Although Frank Zappa himself had apparently forgotten that he had once jammed with the Floyd, the photos don’t lie and neither does the recording. Who else could that be on guitar at approx 4:15 in? Clearly it’s not David Gilmour:
 

 
Asked about jamming with Zappa, Nick Mason has this to say in 1973:

Frank Zappa is really one of those rare musicians that can play with us. The little he did in Amougies was terribly correct. But he’s the exception. Our music and the way we behave on stage, makes it very hard to improvise with us.”

The really frustrating thing about all of this is that the visual documentation (as well as superior sound recordings) of this collaboration MUST exist (or at least did at one time). Pink Floyd forbade Jerome Laperrous to use his footage of their performance from the Actuel Festival for his Music Power documentary of the event, but that still hasn’t stopped it from escaping to YouTube (see below), so where is the Zappa footage???

As the audio recording didn’t really show up and circulate until 2006, there is still hope. Another of the groups who Zappa sat in with at the festival were British psych rockers Blossom Toes, who released a CD in 2009, Love Bomb: Live 1967-69, that included Zappa’s participation in their Amougies set.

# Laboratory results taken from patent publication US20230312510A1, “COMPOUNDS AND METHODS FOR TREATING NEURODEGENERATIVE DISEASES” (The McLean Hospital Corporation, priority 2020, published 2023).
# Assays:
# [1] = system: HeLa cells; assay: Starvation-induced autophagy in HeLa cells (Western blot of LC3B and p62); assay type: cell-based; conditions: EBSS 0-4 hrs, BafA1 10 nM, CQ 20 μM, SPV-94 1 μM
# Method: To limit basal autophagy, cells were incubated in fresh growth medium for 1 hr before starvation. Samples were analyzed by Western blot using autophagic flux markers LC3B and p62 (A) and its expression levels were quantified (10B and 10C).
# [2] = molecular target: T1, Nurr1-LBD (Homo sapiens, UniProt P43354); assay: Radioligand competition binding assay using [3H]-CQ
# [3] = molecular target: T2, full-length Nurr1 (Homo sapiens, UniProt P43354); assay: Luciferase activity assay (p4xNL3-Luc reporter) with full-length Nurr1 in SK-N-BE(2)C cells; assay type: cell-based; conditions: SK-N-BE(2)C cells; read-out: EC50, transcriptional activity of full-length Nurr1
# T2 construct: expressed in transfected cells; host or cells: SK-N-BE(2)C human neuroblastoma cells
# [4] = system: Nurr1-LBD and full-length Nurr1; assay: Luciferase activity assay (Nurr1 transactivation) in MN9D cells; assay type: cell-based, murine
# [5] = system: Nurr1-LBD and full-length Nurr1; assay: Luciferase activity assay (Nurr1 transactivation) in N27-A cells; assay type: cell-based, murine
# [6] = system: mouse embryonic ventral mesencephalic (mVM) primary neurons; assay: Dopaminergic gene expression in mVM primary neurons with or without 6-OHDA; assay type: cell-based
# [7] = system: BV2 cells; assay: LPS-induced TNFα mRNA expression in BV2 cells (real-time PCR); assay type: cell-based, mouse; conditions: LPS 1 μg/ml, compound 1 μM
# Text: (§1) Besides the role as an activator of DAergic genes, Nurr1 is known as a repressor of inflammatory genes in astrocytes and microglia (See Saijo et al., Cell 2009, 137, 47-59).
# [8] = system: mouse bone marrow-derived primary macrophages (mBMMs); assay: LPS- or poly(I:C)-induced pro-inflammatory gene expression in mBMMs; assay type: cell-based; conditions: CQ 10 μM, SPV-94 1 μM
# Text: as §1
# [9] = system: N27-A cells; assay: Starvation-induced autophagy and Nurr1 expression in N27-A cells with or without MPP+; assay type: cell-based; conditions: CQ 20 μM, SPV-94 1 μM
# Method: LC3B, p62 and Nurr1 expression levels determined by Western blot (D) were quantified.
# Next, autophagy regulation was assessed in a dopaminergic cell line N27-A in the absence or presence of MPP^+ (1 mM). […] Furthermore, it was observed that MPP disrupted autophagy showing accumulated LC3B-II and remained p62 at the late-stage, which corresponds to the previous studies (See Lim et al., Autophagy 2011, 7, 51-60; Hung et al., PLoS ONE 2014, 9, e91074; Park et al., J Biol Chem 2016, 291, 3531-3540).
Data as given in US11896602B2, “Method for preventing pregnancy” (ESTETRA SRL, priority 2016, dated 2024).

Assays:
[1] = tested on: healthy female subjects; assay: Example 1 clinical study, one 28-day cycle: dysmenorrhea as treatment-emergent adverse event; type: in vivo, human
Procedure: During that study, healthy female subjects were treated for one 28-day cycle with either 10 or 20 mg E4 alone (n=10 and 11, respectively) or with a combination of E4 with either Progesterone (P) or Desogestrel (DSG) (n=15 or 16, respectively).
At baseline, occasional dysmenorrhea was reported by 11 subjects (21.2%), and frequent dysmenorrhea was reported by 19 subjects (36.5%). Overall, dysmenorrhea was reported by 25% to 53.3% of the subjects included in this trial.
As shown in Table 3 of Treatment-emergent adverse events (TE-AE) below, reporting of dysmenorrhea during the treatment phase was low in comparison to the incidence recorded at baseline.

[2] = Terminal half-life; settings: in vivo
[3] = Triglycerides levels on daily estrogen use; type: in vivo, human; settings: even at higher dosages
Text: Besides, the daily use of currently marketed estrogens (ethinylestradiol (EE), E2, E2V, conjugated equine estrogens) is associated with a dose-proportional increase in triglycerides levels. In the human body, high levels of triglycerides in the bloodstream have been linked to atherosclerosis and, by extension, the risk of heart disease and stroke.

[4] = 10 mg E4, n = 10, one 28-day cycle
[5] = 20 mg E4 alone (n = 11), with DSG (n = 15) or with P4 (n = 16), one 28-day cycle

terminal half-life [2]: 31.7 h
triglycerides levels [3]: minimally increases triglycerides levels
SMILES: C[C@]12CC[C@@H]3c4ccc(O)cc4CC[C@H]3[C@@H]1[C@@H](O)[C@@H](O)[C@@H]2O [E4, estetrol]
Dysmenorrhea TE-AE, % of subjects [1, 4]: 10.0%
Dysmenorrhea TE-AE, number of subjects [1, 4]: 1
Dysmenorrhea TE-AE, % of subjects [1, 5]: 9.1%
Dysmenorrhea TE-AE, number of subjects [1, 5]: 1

Posted by Richard Metzger | Leave a comment
Dick Clark R.I.P. - Pink Floyd on American Bandstand


 
Shit, another legend bites the dust.

On the surface Dick Clark looked about as hip as Dick Nixon and as a kid I thought Clark was somewhat dubious as a purveyor of youth culture, but over the years I’ve come to appreciate his massive contribution to rock history, particularly when he went out on the limb and booked edgy acts on American bandstand, including Pink Floyd Public Image, Captain Beefheart, Bubble Puppy, Love, and X.

Here’s something I’d never seen before and I think it demonstrates just how on top of the rock scene Clark could be. Pink Floyd on American Bandstand
 

Posted by Marc Campbell | Leave a comment
One of the best live Pink Floyd videos you will ever see
04.17.2012
08:49 am

Topics:
Music

Tags:
Pink Floyd